At first, you notice cherry raspberry aromas, with darker sweet fruit in the flavors—even caramelized fruit. Not much tannin apparent, when drinking the wine on its own, and an unmemorable finish. But with food, it becomes more balanced, less sweet: the wine in your glass just seems to disappear. Try it with something not too heavy, like pasta with tomato sauce. Recommended.
Eddie Lin, of Deep End Dining and NPR’s “Good Food,” recently asked a group of food bloggers to join him for a special off-the-menu “romantic dinner” hosted by Chef Lupe Liang. Each dish—prepared with love—is based on an ingredient that stimulates a certain spot on the map of human sexuality. Be it animal, vegetable, or mineral, the intention of the ingestion is to get one’s motor running.
In 2009 the Cauquenes region of Chile suffered a terrible earthquake, and therein lies a tale of temblors and terroir. The earthquake wrought significant destruction there, and the winery did not go untouched. Barrels were thrown everywhere. Winemaker Baptiste Cuvelier picked from surviving barrels, and made the best blend possible from what survived, producing a startlingly good wine. All the grapes are fair trade and are grown organically. The wine is very well balanced, with good tannins and bright acids dancing together, promising significant cellar time. It is spicy, rich, and minty. The spice is black pepper and a touch of cinnamon. Richness comes from a blend of black and red fruits, blackcurrant, mulberry, and raspberry together, along with a bit of tobacco leaf and coffee. It also has a very interesting touch of mint, like the inside stripe of an Andes (get it?) mint without the chocolate. Vanilla from the wood makes an appearance on the mid-palate. Tannins are very sweet, the finish quite long. This is a surprisingly good wine, carved from a tragedy, and some of the proceeds will be returned to the region for ongoing earthquake relief. And it just tastes delicious. Highly recommended.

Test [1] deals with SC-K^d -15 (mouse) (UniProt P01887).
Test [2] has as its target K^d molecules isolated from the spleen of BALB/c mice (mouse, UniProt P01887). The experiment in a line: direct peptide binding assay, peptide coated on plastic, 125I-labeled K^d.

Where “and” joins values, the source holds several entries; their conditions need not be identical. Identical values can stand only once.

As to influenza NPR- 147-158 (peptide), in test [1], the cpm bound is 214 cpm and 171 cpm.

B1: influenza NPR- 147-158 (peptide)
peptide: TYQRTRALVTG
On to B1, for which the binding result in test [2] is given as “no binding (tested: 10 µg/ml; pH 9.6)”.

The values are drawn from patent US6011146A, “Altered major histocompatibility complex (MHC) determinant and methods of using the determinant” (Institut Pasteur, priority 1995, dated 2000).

Green pepper, rather than black, on the nose with hints of thyme in the background. Some blackberry notes but no great fruit and mildly herbaceous. Still, certainly a serviceable quaff in an everyday Italian. A good wine for spaghetti or sausage and peppers. Recommended.
If you think all California syrah is huge and unambiguously fruit-forward, this 2009 Wylie from Edmunds St. John will force you to reassess the variety’s profile in that state. It does offer a juicy, mouth-watering character, and a pleasantly fresh finish. Bright and clear, with a ruby/garnet color, it is much closer to Northern Rhône, in that respect, than to most California. In terms of aromas and flavors, it is lively and pretty exciting, moving from spicy notes (caraway, garrigue, white pepper), to something like a sugar glaze on a cherry danish, another note reminiscent of root beer, as well as a little meatiness, like dry-cured meat or aged beef. A very satisfying and food-friendly wine.
Clear, bright, soft golden color. Medium intensity aromatics of pear, apricot, crème brûlée, and stone. Dry on the palate, with medium acidity, medium alcohol, and flavors of pear, apple, citrus, lemon water. A little alcohol is noticeable as the wine warms up. Medium finish. Pair with a salad dressed in a fruit-based vinaigrette. Recommended.
A Napa biggie, a cousin of the pricier Quintessa. Nose of blackberry, eucalyptus, and earth. Rich feel on palate seemingly coming from myriad directions: dark currants, cocoa/chocolate, even some hints of pumpkin pie spice blend. The fruit, however, is a tad out of whack to the tannins and the wine is a bit “hot” (14.5% alc.) making it seem a bit unbalanced. A sinewy, semi-long finish that is slightly sweet. Nevertheless, a quite good wine, and a bargain when compared to many of its pricey Napa neighbors. Try with grilled hanger steak. Highly recommended.
Clean nose with medium intensity aromatics of peach, orange, sweet floral, and cream.